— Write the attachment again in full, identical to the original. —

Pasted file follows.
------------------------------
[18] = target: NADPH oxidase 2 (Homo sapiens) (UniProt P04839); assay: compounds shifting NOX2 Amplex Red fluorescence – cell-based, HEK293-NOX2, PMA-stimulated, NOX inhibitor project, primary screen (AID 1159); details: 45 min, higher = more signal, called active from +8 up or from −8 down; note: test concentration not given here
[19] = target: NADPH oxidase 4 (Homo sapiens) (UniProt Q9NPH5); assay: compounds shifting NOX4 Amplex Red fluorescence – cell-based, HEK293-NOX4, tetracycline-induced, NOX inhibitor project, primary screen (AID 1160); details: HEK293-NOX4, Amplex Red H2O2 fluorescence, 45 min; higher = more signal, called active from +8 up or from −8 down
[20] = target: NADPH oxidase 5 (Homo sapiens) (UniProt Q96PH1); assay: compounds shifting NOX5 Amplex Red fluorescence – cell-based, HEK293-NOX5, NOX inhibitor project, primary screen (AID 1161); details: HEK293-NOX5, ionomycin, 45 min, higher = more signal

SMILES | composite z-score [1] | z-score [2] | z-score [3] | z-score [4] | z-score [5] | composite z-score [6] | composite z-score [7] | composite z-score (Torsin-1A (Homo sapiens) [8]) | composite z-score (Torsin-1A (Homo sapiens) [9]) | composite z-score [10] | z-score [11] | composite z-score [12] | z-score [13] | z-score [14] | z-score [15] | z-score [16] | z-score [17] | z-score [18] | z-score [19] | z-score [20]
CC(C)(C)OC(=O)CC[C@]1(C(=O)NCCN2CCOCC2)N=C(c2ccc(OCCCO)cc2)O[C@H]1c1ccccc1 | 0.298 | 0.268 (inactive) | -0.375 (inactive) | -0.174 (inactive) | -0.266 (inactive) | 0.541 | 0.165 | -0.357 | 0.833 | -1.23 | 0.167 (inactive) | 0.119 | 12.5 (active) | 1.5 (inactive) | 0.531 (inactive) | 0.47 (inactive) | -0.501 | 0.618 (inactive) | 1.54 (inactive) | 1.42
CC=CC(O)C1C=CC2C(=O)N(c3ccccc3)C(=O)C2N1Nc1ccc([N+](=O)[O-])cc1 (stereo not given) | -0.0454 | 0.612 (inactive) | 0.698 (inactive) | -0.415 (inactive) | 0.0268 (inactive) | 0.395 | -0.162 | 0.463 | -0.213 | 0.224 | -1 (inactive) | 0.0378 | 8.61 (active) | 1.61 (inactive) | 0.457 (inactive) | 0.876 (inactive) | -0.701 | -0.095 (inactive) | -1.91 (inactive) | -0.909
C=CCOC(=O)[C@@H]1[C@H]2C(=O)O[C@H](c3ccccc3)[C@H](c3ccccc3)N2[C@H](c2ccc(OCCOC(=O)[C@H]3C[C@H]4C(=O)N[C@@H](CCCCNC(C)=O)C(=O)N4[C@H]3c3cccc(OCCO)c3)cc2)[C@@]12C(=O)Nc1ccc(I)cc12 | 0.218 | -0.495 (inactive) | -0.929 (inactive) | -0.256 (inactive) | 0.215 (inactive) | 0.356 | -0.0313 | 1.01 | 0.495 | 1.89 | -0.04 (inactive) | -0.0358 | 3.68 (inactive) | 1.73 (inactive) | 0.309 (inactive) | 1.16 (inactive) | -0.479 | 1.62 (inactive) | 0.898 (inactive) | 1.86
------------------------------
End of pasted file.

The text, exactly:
[18] = target: NADPH oxidase 2 (Homo sapiens) (UniProt P04839); assay: compounds shifting NOX2 Amplex Red fluorescence – cell-based, HEK293-NOX2, PMA-stimulated, NOX inhibitor project, primary screen (AID 1159); details: 45 min, higher = more signal, called active from +8 up or from −8 down; note: test concentration not given here
[19] = target: NADPH oxidase 4 (Homo sapiens) (UniProt Q9NPH5); assay: compounds shifting NOX4 Amplex Red fluorescence – cell-based, HEK293-NOX4, tetracycline-induced, NOX inhibitor project, primary screen (AID 1160); details: HEK293-NOX4, Amplex Red H2O2 fluorescence, 45 min; higher = more signal, called active from +8 up or from −8 down
[20] = target: NADPH oxidase 5 (Homo sapiens) (UniProt Q96PH1); assay: compounds shifting NOX5 Amplex Red fluorescence – cell-based, HEK293-NOX5, NOX inhibitor project, primary screen (AID 1161); details: HEK293-NOX5, ionomycin, 45 min, higher = more signal

SMILES | composite z-score [1] | z-score [2] | z-score [3] | z-score [4] | z-score [5] | composite z-score [6] | composite z-score [7] | composite z-score (Torsin-1A (Homo sapiens) [8]) | composite z-score (Torsin-1A (Homo sapiens) [9]) | composite z-score [10] | z-score [11] | composite z-score [12] | z-score [13] | z-score [14] | z-score [15] | z-score [16] | z-score [17] | z-score [18] | z-score [19] | z-score [20]
CC(C)(C)OC(=O)CC[C@]1(C(=O)NCCN2CCOCC2)N=C(c2ccc(OCCCO)cc2)O[C@H]1c1ccccc1 | 0.298 | 0.268 (inactive) | -0.375 (inactive) | -0.174 (inactive) | -0.266 (inactive) | 0.541 | 0.165 | -0.357 | 0.833 | -1.23 | 0.167 (inactive) | 0.119 | 12.5 (active) | 1.5 (inactive) | 0.531 (inactive) | 0.47 (inactive) | -0.501 | 0.618 (inactive) | 1.54 (inactive) | 1.42
CC=CC(O)C1C=CC2C(=O)N(c3ccccc3)C(=O)C2N1Nc1ccc([N+](=O)[O-])cc1 (stereo not given) | -0.0454 | 0.612 (inactive) | 0.698 (inactive) | -0.415 (inactive) | 0.0268 (inactive) | 0.395 | -0.162 | 0.463 | -0.213 | 0.224 | -1 (inactive) | 0.0378 | 8.61 (active) | 1.61 (inactive) | 0.457 (inactive) | 0.876 (inactive) | -0.701 | -0.095 (inactive) | -1.91 (inactive) | -0.909
C=CCOC(=O)[C@@H]1[C@H]2C(=O)O[C@H](c3ccccc3)[C@H](c3ccccc3)N2[C@H](c2ccc(OCCOC(=O)[C@H]3C[C@H]4C(=O)N[C@@H](CCCCNC(C)=O)C(=O)N4[C@H]3c3cccc(OCCO)c3)cc2)[C@@]12C(=O)Nc1ccc(I)cc12 | 0.218 | -0.495 (inactive) | -0.929 (inactive) | -0.256 (inactive) | 0.215 (inactive) | 0.356 | -0.0313 | 1.01 | 0.495 | 1.89 | -0.04 (inactive) | -0.0358 | 3.68 (inactive) | 1.73 (inactive) | 0.309 (inactive) | 1.16 (inactive) | -0.479 | 1.62 (inactive) | 0.898 (inactive) | 1.86